I had never heard of the biblical verse, “To You, G-d, silence is praise” prior to this assignment, but it immediately appealed to me. I felt like I stumbled upon a poetic line that simultaneously puzzles and clarifies. I was hooked.
When I began asking people to reflect on this counterintuitive statement, they expressed excitement, even gratitude, for being included. It’s hard to turn down a chance to investigate a haunting conundrum.
Although I am a novice at analyzing Biblical ideas, I have studied poetry since high school. This affords insight into how conflicting ideas co-exist.
I adore Robert Frost. He embraces paradoxical concepts inside a singular, sublime sentence. His epitaph — “I had a lover’s quarrel with the world” — is a good example.
For decades I analyzed this enigmatic declaration. How can a human being have a lover’s quarrel with the world? It didn’t make sense. Yet my heart always understood.
Frost loved life intensely, and that very passion exposed him to grievous disappointments. You are vulnerable only to what you love, whether a person, place or thing.
Now I come to the inherent irony of “To You, G-d, silence is praise.” First, Jews are forever praising G-d. We praise Him together and alone, three times a day or on Shabbat, in synagogue or walking along the Maine coastline.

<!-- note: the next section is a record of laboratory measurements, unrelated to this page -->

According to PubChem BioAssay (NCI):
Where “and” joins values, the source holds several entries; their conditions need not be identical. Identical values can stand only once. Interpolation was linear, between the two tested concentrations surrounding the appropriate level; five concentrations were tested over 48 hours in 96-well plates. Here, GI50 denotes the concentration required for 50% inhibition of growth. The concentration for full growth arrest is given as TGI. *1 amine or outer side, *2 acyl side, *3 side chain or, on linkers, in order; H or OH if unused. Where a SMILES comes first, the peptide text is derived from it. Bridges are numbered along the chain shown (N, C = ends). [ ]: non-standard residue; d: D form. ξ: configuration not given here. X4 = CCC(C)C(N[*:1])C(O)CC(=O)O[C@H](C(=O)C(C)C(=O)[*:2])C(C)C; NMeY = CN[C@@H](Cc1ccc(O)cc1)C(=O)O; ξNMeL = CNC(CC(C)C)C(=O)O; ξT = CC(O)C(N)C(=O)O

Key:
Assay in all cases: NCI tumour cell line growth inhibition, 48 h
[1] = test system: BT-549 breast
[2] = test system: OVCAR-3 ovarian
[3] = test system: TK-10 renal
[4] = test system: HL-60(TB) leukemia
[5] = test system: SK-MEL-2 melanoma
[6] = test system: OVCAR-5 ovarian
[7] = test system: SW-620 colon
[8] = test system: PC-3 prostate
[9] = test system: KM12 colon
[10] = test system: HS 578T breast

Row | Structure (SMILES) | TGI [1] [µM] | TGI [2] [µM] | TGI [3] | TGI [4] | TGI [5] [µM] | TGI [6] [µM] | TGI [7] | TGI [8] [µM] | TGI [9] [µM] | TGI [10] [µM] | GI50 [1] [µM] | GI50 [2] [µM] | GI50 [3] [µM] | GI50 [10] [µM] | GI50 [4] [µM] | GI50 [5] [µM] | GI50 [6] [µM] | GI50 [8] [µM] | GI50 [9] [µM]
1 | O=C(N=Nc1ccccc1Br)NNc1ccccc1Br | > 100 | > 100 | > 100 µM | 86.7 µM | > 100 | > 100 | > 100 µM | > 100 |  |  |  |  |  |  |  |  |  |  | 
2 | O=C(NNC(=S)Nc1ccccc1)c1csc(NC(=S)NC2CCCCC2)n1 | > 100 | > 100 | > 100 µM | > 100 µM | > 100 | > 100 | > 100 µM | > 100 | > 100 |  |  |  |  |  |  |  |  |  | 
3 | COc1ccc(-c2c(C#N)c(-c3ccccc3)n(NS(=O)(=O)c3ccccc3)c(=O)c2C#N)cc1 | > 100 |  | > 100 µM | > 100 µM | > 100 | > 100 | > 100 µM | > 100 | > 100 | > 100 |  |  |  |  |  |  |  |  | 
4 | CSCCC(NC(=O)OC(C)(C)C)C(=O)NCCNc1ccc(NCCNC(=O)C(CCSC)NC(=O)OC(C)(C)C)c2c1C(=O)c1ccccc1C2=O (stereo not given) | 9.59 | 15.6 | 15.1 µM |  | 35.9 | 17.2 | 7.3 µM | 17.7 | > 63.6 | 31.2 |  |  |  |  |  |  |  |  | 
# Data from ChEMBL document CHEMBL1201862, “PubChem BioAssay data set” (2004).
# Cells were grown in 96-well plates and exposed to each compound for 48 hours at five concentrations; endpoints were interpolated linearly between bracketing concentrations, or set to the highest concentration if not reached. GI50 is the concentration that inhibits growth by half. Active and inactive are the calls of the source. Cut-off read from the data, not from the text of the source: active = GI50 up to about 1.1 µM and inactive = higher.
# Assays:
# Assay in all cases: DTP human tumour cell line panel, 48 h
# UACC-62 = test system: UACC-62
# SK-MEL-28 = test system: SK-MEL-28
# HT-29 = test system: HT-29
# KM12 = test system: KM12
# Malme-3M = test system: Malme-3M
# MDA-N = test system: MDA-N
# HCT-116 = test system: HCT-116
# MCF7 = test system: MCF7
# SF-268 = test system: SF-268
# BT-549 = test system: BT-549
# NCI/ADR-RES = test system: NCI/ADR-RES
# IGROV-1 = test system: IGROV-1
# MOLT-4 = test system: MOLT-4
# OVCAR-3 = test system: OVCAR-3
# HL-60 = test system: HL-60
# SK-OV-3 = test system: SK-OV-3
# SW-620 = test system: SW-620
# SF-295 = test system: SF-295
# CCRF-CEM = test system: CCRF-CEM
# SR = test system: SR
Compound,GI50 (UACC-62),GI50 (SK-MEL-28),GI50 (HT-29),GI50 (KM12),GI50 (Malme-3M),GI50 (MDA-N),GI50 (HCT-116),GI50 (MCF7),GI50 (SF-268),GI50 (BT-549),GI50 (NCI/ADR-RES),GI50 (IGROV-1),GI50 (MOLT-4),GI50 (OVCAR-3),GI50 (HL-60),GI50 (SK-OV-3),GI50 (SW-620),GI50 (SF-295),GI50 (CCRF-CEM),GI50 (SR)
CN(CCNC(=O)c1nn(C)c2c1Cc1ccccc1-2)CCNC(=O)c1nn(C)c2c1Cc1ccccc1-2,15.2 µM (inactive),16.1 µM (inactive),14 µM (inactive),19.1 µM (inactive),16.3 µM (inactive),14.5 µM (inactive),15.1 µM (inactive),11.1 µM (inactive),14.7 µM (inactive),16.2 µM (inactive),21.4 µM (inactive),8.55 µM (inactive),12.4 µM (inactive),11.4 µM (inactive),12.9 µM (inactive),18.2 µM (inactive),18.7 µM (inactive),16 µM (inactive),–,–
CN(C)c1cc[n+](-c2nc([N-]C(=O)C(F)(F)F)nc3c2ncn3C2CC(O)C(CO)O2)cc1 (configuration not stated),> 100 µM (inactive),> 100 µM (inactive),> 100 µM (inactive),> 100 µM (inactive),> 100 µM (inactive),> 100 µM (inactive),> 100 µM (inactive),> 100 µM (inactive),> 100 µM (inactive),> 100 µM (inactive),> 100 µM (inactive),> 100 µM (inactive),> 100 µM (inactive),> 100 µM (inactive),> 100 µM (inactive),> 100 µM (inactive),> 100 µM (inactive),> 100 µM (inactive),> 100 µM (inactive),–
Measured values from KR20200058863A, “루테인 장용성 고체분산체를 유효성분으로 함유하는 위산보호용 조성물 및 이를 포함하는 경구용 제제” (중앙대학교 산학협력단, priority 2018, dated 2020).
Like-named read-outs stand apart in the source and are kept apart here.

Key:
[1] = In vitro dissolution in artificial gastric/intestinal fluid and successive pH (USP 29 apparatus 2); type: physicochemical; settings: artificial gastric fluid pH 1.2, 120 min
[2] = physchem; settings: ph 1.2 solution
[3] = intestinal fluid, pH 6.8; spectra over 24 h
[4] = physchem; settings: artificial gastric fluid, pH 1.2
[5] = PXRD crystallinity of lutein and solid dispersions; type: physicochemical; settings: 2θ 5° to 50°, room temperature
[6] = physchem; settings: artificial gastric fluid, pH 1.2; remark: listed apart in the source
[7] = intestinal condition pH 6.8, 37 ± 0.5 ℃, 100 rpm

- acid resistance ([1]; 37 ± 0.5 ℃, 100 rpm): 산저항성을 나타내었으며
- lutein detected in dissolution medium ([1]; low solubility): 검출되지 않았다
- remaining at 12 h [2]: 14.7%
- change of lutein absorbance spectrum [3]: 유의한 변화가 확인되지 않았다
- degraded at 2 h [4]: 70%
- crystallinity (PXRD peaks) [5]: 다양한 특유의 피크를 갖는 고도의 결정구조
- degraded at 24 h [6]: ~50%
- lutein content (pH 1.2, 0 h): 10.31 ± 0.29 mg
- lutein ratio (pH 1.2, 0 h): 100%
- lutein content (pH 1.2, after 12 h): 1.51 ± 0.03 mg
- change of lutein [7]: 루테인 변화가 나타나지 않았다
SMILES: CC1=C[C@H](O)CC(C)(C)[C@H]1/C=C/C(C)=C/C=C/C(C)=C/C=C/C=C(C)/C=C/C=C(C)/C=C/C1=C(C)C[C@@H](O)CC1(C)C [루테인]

I often pray with swaying fervor, completely caught up in G-d’s rhythm. But if I’m hurting and cut myself off from G-d, I defiantly shut my lips. To paraphrase Wordsworth, my emotions run too deep for tears, or for prayer itself.
The significance of silence depends on the context. A husband might attribute his wife’s silence to emotional indifference. Some parents worry that silence suggests asocial behavior or worse in their children.
One day a Sunday school teacher called my mom and asked her whether I was “retarded.” Mom exploded. “Why on earth would you think that? My daughter is in the enrichment class at her elementary school.”
“She’s so quiet,” the teacher explained. “She never says anything. So I assumed there’s something wrong with her.” The truth? I preferred my own mind to the teacher’s.
Then there’s awe, which so many of our respondents mention. The transcendent moment renders a tongue mute. A philosophy professor once told me that these experiences defy verbal descriptions. Research backs him up.
It’s impossible to cage the infinite in finite terms. When I give voice to the ineffable in silence, G-d is praised.
The following pieces are meditations on “To You, G-d, silence is praise.”
Perspectives offered by Ofer Ben-Amots: ?Israeli-American composer, ?Colorado College music professor; Doris Schwartzberg: educator, artist, Temple Sinai member; Marlin Barad: community leader, student of Torah; Emily Kohn: 17, president, Temple Sinai Youth Group; Elizabeth Sacks: cantor, ?Temple Emanuel; Rabbi Asher Klein:? DAT Minyan; Alec Zussman: 17, ?DAT graduate